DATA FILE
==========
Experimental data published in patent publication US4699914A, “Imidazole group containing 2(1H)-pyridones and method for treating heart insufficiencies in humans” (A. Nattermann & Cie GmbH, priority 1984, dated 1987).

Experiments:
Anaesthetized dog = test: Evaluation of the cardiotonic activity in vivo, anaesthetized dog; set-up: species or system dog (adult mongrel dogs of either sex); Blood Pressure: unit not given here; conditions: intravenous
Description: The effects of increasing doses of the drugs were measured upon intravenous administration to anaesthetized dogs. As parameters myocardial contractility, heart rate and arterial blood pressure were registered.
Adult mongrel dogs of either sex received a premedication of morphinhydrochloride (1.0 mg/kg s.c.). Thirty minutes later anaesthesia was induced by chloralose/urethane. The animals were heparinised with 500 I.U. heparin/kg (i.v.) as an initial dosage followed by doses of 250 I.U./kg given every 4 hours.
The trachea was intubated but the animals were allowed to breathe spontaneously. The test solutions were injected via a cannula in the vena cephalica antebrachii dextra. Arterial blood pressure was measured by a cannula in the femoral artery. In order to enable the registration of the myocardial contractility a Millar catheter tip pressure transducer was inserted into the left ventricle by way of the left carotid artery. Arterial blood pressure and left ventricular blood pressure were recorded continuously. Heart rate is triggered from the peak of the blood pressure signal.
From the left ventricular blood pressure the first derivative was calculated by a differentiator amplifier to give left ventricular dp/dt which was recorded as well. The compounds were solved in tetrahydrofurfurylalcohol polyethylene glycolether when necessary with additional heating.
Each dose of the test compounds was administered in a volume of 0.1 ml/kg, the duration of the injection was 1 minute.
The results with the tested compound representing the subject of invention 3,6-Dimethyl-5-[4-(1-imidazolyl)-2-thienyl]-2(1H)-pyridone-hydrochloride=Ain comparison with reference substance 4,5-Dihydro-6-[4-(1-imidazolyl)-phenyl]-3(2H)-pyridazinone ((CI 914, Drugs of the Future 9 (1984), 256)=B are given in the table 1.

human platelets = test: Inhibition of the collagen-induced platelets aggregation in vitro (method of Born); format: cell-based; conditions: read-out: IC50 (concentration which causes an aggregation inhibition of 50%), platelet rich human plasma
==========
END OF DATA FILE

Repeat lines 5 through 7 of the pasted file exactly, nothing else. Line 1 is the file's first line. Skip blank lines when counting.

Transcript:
Adult mongrel dogs of either sex received a premedication of morphinhydrochloride (1.0 mg/kg s.c.). Thirty minutes later anaesthesia was induced by chloralose/urethane. The animals were heparinised with 500 I.U. heparin/kg (i.v.) as an initial dosage followed by doses of 250 I.U./kg given every 4 hours.
The trachea was intubated but the animals were allowed to breathe spontaneously. The test solutions were injected via a cannula in the vena cephalica antebrachii dextra. Arterial blood pressure was measured by a cannula in the femoral artery. In order to enable the registration of the myocardial contractility a Millar catheter tip pressure transducer was inserted into the left ventricle by way of the left carotid artery. Arterial blood pressure and left ventricular blood pressure were recorded continuously. Heart rate is triggered from the peak of the blood pressure signal.
From the left ventricular blood pressure the first derivative was calculated by a differentiator amplifier to give left ventricular dp/dt which was recorded as well. The compounds were solved in tetrahydrofurfurylalcohol polyethylene glycolether when necessary with additional heating.